During the busy weeks before Christmas, several District Liners wrote to tell me they had difficulty in mailing large packages.
Their problem was that although small post offices will accept packages weighing up to 70 pounds the limit at large first-class post offices is 40 pounds. It seemed silly to readers that postal clerks should have to refuse them service on packages ranging between 40 and 70 pounds in weight - and then suggest on the sly that the package be taken to a smaller office, where it would be accepted. "Who makes such silly rules," one reader asked.
As we have learned in tracking down hundreds of life's little mysteries like this one, there is usually a reason for silly rules, or at least an explanation for how they came into being.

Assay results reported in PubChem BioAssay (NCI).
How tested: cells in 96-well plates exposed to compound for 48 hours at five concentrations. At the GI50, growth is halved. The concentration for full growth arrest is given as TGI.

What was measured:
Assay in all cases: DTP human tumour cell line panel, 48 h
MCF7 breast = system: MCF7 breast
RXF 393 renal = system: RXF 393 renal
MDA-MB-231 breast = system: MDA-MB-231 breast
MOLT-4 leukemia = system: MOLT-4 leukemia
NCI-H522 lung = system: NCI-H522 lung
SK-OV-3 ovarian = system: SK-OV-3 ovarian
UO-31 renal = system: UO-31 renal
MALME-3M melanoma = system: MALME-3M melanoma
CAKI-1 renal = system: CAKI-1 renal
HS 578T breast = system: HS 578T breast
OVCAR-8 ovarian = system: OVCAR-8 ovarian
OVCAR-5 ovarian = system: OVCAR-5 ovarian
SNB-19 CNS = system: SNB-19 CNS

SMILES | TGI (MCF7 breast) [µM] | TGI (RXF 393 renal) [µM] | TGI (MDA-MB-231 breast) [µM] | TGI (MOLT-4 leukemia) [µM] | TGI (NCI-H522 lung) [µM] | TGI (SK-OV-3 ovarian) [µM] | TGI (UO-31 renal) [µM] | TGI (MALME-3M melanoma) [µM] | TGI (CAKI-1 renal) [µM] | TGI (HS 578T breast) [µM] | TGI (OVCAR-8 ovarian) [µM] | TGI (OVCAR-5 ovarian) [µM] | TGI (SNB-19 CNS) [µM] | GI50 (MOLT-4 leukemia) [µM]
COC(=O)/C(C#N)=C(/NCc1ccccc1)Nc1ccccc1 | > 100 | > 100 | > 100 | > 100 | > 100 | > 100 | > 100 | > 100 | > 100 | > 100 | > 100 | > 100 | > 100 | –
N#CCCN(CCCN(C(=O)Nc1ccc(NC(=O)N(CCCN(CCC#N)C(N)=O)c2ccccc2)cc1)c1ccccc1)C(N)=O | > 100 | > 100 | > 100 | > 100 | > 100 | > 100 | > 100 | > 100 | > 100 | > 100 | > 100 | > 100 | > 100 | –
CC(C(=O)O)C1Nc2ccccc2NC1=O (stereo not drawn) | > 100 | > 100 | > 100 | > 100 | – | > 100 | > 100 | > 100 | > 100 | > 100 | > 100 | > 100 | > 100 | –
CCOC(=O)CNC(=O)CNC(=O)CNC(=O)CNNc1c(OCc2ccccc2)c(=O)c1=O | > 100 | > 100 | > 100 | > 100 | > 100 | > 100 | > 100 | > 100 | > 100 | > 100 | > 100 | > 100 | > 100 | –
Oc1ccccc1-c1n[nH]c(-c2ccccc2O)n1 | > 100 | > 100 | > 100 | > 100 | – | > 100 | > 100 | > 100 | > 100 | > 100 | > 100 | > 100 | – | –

A bit of investigation in the present case turned up the fact that the weight limitation rule wasn't dreamed up by the U.S. Postal Service. It is a law passed by Congress (39 U.S.C. Sec. 3682).
As so often happens, private interest groups (spearheaded in this instance by REA Express) lobbied effectively to minimize the competition USPS would be permitted to give them Congress bought their argument and ruled that only small rural USPS officials could accept packages up to 70 pounds (because the private carriers didn't have offices in rural areas).
USPS has repeatedly asked Congress to change the rule and permit all post offices to accept the larger packages. In recent years, USPS has accompanied this request with a reminder that REA Express has long since gone out of business. But Congress, in its infinite wisdom, has chosen to take no action.
Unless President-elect Carter can get Congress to put this matter on its agenda for 1977, postal patrons will continue to wonder why the post office nearest them refuses some of their packages and thus makes it necessary for them to drive 10 or 15 miles to a small rural office.